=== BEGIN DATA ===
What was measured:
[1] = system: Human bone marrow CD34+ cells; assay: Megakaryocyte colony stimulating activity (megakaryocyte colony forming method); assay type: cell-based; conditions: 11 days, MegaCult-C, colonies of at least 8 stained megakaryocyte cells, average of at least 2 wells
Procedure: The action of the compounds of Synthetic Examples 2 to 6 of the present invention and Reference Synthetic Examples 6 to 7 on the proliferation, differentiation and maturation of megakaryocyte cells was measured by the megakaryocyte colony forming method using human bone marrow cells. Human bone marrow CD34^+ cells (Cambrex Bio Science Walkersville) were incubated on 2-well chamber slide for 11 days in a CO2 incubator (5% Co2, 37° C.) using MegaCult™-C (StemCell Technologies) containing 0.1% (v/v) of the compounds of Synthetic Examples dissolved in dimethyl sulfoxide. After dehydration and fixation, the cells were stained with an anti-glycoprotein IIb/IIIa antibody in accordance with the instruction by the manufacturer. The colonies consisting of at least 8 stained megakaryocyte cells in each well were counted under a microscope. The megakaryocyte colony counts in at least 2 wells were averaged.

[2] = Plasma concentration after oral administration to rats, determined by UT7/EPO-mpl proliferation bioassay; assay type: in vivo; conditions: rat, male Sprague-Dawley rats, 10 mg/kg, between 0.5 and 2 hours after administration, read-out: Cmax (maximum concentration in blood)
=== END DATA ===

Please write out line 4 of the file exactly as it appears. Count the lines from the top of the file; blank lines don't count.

[2] = Plasma concentration after oral administration to rats, determined by UT7/EPO-mpl proliferation bioassay; assay type: in vivo; conditions: rat, male Sprague-Dawley rats, 10 mg/kg, between 0.5 and 2 hours after administration, read-out: Cmax (maximum concentration in blood)